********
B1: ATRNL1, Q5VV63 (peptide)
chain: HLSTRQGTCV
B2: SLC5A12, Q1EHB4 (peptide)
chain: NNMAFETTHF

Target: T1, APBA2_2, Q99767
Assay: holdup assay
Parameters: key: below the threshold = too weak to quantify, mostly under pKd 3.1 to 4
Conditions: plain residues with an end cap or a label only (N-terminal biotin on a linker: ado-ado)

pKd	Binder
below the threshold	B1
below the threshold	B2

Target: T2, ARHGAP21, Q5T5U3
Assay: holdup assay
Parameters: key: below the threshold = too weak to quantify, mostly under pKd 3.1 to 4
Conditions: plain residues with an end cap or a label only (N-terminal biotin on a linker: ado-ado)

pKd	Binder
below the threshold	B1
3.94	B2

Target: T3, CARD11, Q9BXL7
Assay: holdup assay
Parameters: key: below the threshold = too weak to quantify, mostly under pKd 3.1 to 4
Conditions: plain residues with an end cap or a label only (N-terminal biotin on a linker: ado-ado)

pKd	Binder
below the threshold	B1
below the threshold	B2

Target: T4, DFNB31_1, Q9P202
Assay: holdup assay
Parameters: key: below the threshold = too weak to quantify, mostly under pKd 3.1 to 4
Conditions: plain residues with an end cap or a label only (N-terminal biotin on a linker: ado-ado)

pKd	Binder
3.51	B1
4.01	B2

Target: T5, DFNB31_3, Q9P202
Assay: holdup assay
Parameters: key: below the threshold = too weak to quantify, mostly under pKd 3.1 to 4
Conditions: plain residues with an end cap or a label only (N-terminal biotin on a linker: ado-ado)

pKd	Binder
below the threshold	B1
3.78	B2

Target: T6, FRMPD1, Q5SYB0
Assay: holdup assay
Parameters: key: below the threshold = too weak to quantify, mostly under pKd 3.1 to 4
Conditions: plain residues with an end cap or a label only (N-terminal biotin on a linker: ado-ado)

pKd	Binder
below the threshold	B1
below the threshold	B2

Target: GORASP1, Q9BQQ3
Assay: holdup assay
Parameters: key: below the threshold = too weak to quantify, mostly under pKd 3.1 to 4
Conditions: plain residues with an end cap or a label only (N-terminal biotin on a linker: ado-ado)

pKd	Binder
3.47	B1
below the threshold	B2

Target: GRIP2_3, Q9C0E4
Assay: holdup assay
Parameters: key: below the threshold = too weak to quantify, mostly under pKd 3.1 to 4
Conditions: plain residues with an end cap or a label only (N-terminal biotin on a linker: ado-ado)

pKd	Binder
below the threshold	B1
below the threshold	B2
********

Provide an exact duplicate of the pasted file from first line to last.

B1: ATRNL1, Q5VV63 (peptide)
chain: HLSTRQGTCV
B2: SLC5A12, Q1EHB4 (peptide)
chain: NNMAFETTHF

Target: T1, APBA2_2, Q99767
Assay: holdup assay
Parameters: key: below the threshold = too weak to quantify, mostly under pKd 3.1 to 4
Conditions: plain residues with an end cap or a label only (N-terminal biotin on a linker: ado-ado)

pKd	Binder
below the threshold	B1
below the threshold	B2

Target: T2, ARHGAP21, Q5T5U3
Assay: holdup assay
Parameters: key: below the threshold = too weak to quantify, mostly under pKd 3.1 to 4
Conditions: plain residues with an end cap or a label only (N-terminal biotin on a linker: ado-ado)

pKd	Binder
below the threshold	B1
3.94	B2

Target: T3, CARD11, Q9BXL7
Assay: holdup assay
Parameters: key: below the threshold = too weak to quantify, mostly under pKd 3.1 to 4
Conditions: plain residues with an end cap or a label only (N-terminal biotin on a linker: ado-ado)

pKd	Binder
below the threshold	B1
below the threshold	B2

Target: T4, DFNB31_1, Q9P202
Assay: holdup assay
Parameters: key: below the threshold = too weak to quantify, mostly under pKd 3.1 to 4
Conditions: plain residues with an end cap or a label only (N-terminal biotin on a linker: ado-ado)

pKd	Binder
3.51	B1
4.01	B2

Target: T5, DFNB31_3, Q9P202
Assay: holdup assay
Parameters: key: below the threshold = too weak to quantify, mostly under pKd 3.1 to 4
Conditions: plain residues with an end cap or a label only (N-terminal biotin on a linker: ado-ado)

pKd	Binder
below the threshold	B1
3.78	B2

Target: T6, FRMPD1, Q5SYB0
Assay: holdup assay
Parameters: key: below the threshold = too weak to quantify, mostly under pKd 3.1 to 4
Conditions: plain residues with an end cap or a label only (N-terminal biotin on a linker: ado-ado)

pKd	Binder
below the threshold	B1
below the threshold	B2

Target: GORASP1, Q9BQQ3
Assay: holdup assay
Parameters: key: below the threshold = too weak to quantify, mostly under pKd 3.1 to 4
Conditions: plain residues with an end cap or a label only (N-terminal biotin on a linker: ado-ado)

pKd	Binder
3.47	B1
below the threshold	B2

Target: GRIP2_3, Q9C0E4
Assay: holdup assay
Parameters: key: below the threshold = too weak to quantify, mostly under pKd 3.1 to 4
Conditions: plain residues with an end cap or a label only (N-terminal biotin on a linker: ado-ado)

pKd	Binder
below the threshold	B1
below the threshold	B2